These last two weeks have been a meaningful character arc, for me – and one that is still underway. Even the smallest progress yields disproportionate happiness. Improving oneself, then serving others, does indeed, brighten lives for all concerned.
No small coincidence that, smack dab in the middle of this challenging situation, we dig in deep to the teachings of King Benjamin. As he taught his people, his hope was that they would be enlightened and seek a “mighty change of heart.” And they did it.
“Yea, we believe all the words which thou hast spoken unto us; and also, we know of their surety and truth, because of the Spirit of the Lord Omnipotent, which has wrought a mighty change in us, or in our hearts, that we have no more disposition to do evil, but to do good continually.” (Mosiah 5:2)
I think Phil Connors would understand that passage.
That mighty change of heart is a process that takes a lifetime. While Phil had an advantage of limitless lifetimes to be refined, we don’t. The bad news is that we only have this life. The good news is that we have this life.
Elder Spencer Condie taught, “Perhaps of all the evidence of true conversion and a remission of sins, this is the most significant: the disposition to do evil no more, but to do good continually.” (link)
As we gradually move through this evolution to have our hearts changed and then retain that change, it would be wise to remember the teachings of President Ezra Taft Benson:
“…as we seek to become more and more godlike, that we do not become discouraged and lose hope. Becoming Christlike is a lifetime pursuit and very often involves growth and change that is slow, almost imperceptible. The scriptures record remarkable accounts of men whose lives changed dramatically, in an instant, as it were: Alma the Younger, Paul on the road to Damascus, Enos praying far into the night, King Lamoni. Such astonishing examples of the power to change even those steeped in sin give confidence that the Atonement can reach even those deepest in despair.
But we must be cautious as we discuss these remarkable examples. Though they are real and powerful, they are the exception more than the rule. For every Paul, for every Enos, and for every King Lamoni, there are hundreds and thousands of people who find the process of repentance much more subtle, much more imperceptible. Day by day they move closer to the Lord, little realizing they are building a godlike life. They live quiet lives of goodness, service, and commitment…” (link)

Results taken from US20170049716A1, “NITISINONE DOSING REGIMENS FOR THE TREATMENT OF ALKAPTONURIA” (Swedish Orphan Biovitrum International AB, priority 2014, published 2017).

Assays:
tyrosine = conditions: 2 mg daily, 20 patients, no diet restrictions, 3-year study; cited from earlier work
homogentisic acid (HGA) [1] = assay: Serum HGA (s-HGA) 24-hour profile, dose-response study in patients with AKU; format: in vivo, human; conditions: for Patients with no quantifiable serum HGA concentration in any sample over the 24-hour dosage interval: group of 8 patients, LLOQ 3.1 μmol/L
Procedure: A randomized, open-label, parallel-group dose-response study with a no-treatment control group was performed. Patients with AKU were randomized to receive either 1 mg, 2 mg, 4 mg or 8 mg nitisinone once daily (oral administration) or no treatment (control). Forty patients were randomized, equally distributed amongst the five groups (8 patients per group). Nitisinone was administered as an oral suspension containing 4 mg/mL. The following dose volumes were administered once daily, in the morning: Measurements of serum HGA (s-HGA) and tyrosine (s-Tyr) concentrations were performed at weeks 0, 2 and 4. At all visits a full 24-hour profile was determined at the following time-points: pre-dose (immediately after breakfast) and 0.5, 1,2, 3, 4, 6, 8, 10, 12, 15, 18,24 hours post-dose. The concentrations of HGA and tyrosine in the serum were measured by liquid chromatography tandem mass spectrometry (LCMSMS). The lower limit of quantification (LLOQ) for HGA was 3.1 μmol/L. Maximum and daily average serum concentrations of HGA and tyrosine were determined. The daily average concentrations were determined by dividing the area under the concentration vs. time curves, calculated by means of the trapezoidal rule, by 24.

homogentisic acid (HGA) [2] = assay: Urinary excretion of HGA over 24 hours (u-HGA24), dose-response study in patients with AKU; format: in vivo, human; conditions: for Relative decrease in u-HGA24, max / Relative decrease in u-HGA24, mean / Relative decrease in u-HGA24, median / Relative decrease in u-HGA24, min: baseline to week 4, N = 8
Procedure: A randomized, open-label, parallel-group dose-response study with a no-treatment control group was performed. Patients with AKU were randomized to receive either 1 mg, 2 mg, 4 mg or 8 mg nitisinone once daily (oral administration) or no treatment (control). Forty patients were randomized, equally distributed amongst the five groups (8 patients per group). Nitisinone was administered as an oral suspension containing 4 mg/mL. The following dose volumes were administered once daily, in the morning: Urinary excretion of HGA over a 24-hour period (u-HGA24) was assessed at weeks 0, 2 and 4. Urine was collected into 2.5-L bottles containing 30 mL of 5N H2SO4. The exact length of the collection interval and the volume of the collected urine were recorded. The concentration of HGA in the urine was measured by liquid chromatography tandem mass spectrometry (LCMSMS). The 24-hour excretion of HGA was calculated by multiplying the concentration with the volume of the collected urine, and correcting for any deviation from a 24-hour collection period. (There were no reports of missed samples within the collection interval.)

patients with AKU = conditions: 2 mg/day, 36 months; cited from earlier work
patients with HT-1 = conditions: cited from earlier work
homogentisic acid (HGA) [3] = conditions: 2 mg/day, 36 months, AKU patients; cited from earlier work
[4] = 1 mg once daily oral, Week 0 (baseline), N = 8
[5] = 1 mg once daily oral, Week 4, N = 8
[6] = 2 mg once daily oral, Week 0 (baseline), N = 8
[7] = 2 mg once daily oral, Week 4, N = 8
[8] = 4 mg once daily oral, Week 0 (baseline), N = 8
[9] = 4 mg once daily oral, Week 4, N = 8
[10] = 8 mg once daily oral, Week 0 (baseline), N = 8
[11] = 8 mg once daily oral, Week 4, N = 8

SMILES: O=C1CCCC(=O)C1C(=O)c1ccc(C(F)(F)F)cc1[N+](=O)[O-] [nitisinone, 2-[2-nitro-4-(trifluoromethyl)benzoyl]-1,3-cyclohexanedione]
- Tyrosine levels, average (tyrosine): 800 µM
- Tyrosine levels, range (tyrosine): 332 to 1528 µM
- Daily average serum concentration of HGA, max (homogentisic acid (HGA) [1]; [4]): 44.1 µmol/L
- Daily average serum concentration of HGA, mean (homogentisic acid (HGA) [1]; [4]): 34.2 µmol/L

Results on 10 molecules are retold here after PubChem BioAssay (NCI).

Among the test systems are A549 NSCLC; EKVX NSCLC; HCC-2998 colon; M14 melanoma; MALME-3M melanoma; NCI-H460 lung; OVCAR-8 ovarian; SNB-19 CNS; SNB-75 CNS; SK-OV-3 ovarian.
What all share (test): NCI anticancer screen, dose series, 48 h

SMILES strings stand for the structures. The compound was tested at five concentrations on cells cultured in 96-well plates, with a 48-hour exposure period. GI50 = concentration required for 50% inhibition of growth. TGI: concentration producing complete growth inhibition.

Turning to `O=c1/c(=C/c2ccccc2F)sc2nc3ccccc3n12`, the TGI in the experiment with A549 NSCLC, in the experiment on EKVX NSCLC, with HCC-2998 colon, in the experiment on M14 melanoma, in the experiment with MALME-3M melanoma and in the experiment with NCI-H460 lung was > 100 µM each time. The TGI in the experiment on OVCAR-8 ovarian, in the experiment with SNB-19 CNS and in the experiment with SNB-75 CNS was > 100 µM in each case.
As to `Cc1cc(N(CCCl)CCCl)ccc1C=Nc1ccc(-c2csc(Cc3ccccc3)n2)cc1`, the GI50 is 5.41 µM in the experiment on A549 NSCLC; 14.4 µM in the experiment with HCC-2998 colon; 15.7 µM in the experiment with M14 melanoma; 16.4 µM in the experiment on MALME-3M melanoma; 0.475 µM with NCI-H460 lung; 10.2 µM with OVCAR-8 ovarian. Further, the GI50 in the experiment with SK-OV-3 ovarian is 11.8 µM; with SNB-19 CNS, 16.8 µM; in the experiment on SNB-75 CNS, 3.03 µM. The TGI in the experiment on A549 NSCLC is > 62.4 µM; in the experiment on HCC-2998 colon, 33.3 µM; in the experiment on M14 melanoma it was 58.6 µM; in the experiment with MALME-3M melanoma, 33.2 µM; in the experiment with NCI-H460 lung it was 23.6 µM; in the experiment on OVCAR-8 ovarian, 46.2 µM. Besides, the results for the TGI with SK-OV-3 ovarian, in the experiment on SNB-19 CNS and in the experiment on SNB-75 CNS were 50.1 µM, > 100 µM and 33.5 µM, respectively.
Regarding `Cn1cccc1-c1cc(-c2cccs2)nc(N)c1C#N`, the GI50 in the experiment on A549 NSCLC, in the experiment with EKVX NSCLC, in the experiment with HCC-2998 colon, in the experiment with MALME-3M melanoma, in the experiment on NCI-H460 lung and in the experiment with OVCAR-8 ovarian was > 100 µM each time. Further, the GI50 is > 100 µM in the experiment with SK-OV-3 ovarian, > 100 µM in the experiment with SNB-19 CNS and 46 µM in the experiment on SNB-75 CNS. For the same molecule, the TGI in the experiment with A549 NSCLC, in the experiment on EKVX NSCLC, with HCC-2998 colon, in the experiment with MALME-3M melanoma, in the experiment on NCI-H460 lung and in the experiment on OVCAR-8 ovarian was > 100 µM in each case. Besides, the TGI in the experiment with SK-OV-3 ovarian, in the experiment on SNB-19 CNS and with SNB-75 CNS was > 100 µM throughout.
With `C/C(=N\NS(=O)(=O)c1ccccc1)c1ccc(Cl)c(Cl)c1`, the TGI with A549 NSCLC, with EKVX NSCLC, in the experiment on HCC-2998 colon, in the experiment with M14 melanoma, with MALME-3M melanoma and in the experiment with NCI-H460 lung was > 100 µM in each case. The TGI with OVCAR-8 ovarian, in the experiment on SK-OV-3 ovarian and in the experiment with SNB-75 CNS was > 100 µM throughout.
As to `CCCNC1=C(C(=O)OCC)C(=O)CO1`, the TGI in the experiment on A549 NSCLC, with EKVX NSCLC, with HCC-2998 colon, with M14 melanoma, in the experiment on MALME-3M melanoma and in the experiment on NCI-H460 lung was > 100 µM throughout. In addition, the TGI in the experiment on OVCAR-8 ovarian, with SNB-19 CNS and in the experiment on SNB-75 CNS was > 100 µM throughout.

As we look at the current pandemic as a microcosm of our lives, what do we see? Are we using our time to improve, or are we squandering it?
When we step back and look at our lives, what do we see? Are we using our time to improve, and move closer to the Lord, or are we squandering it? Phill Connors had endless time to make his gradual changes. We don’t. Our time is limited, but we do have the time to continue making those small, almost imperceptible changes.
In his beautiful, simple way, President Hinckley taught, “I want to urge you to stand a little taller, to rise a little higher, to be a little better.” (link)
(Of course, being charged with “being a little better,” runs counter to the broad application of the trendy “I am Enough” mantra. Clearly, I am not “enough,” or I wouldn’t need to keep striving to be better. Nor, would I have need of the Atonement. I am surely, and humbly, not “enough.”)
One of the most beautiful passages from the Lord of the Rings is a quiet conversation between Frodo and Gandalf, which I feel we can apply to our current reality:
“I wish it need not have happened in my time,” said Frodo.
“So do I,” said Gandalf, “and so do all who live to see such times. But that is not for them to decide. All we have to decide is what to do with the time that is given us.” (J.R.R. Tolkein – Fellowship of the Ring.)
What are we doing with the time given us? Pretty soon, life will resume a sense of normalcy, but we will emerge from it different than when we began.
Old Phil, or New Phil? “All we have to decide is what to do with the time that is given us.”